Copied from my old blog. Monday, March 9, 2009
Was parked at a truck stop in Hebron, Ohio, with a loaded trailer, on a Sunday. I wanted to drop the load, and get rolling with something else, but dispatch wanted me to stay with it, and deliver it Monday morning. Although it was March already, it still felt like winter. The air had a bone-chilling effect on me, as it crept slowly through the corners of my truck, and around my shoulders.
¿What could I do to pass this day of idle time? Before I was a truck driver, I attended an LDS (Mormon) church every week. In those days, I was an active participant, serving where I was needed. I didn’t feel needed today; not even with a loaded trailer to tend.
There are a few trucker chapels, fashioned out of trailers, at various truck stops around the country, but they aren’t quite the same as a home church with familiar faces, who share your own religious faith, in depth. My delivery schedules rarely left any opportunity to attend church, and I often felt anxious about it.
My Garmin GPS receiver showed there was an LDS ward building about 7 miles away. I was grateful to have that Garmin GPS receiver, and for how it helped me to find fuel stops, rest areas, and other points of interest.
I considered the 7-mile drive, with a 53-foot trailer in tow, into a residential area, looking for the church, and a place to park my rig. I didn’t feel like going to all that effort for a church meeting. About that time, one of the associate pastors of the local truck stop chapel came walking up to my truck, to invite me to the church service. I recognized his face, and said I would come to the service.
I remembered being in that same truck stop chapel one Sunday last year. There was an odd after-church encounter I had with another truck driver. After the pastor had given the benediction, there was time to socialize, and I asked the man next to me if he used a GPS receiver on his truck. His response was, “Every day.” When I inquired more particularly about it, he kept pointing to his Bible, which was sitting on a chair. In other words, his Bible was his GPS receiver. It seemed he was suggesting that he didn’t need anything else to help him get where he wanted to go. I may be lacking that kind of faith; when I want to get to the Nestle plant, to pick up a load of chocolate, my Holy Bible is not where I look for directions.
This Sunday, I did not have time to get showered and dressed in time for the 09:00 church meeting. Had to settle for a quick shave, before I left my truck. Was already wearing blue jeans (not my favorite) and thought it could be more meaningful, or reverent, if I put on my blue wool jacket, and a silk blue tie. Now, this silk tie was my favorite, until just after the last time I wore it. I left it in my bag of laundry, forgot about it, and washed it in a washing machine. Not a good thing to do to silk garments. The tie came out wrinkled. I couldn’t just toss it in the garbage. It seemed that a wrinkled tie was better than none, since it was my only blue tie on hand.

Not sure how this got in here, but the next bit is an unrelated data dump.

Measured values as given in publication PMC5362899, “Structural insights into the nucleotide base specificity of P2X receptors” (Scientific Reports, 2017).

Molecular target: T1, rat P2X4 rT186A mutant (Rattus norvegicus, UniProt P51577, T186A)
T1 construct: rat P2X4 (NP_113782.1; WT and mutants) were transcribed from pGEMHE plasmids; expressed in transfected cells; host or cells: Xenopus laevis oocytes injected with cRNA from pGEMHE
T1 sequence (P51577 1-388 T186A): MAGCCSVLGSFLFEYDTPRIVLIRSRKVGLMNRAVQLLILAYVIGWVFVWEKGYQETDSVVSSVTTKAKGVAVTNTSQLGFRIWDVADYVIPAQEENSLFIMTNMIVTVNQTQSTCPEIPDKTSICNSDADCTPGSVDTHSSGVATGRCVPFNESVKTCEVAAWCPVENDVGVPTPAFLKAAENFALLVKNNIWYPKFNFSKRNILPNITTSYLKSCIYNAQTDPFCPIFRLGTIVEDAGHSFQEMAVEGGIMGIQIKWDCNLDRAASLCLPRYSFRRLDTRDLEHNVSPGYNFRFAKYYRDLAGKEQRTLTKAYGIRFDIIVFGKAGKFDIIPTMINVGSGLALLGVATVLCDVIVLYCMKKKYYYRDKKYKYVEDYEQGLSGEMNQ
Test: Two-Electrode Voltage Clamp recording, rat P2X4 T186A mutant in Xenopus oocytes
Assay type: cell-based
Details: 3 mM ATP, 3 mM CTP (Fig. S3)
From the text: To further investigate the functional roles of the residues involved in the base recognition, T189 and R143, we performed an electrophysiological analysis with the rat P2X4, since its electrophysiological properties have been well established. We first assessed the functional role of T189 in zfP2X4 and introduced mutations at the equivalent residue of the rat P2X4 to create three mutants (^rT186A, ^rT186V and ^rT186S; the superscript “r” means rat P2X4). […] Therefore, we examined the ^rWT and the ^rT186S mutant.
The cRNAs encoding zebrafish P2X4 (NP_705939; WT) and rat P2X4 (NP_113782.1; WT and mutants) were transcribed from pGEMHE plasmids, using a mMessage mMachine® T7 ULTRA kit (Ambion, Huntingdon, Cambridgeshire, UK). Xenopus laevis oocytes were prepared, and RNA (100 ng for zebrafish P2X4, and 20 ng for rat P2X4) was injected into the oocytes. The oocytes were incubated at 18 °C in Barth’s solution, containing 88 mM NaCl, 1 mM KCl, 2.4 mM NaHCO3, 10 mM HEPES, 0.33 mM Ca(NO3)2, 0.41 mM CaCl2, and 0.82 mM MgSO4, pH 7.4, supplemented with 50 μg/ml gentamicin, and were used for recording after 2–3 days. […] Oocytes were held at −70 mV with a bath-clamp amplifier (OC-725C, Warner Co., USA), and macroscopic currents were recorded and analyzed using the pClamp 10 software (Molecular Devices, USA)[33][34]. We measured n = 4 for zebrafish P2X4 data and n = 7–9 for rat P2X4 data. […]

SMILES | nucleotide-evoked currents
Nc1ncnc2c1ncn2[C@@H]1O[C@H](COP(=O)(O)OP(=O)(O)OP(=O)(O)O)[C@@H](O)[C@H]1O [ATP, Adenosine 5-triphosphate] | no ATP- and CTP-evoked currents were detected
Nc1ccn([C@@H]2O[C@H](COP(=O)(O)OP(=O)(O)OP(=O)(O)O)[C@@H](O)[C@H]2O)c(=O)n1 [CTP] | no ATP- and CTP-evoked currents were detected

In my rush to get dressed, I didn’t bother to go inside the truck stop building, to the men’s room, to brush my hair. The front part of my hair was sticking up, from being pressed against a pillow while sleeping. A bad hair day. If it looked odd to the others in that chapel, nobody told me. So I didn’t know about it, yet.
The pastor commented that I looked like I was ready to give the sermon. Nobody else in the chapel – not even the pastor – was wearing a necktie. My own necktie suddenly seemed more wrinkled than it was before I walked into the chapel.
Mercy was a young college student, visiting the chapel. She was practicing photography, and asked each person if it was okay to take photographs of them. I had no objection. I felt reasonably secure, in my blue wool jacket and wrinkled silk tie. Although none of us were supposed to pose, or act any different than we normally would, I kept glancing at Mercy. She was clearly the most attractive person in the room. It was somewhat distracting, the way she kept moving around to try different angles, even as the pastor spoke.
The associate pastor, who came to me at my truck, had a certain medical condition. I felt impressed to talk to him about it later, after the benediction. He had been blessed with the use of a certain medicinal tea, and I had been blessed with other medicinal herbs. We both learned from each other, and agreed that God uses many different people, in many different ways, to bless others with healing. Unfortunately, some of these people are persecuted by members of the more popular medical professions.
Yes, Mercy was still there taking photos of me shaking hands with this man, listening to him talk about his condition. Her camera flashed, not a few photos. I had to resist the urge to turn and pose for her.
I didn’t care what Mercy did with her photos, until I made my way to the men’s room, and looked into the mirror. That’s when I learned that my hair was sticking up, making me look goofy.
I imagined that Mercy was having a laugh about this.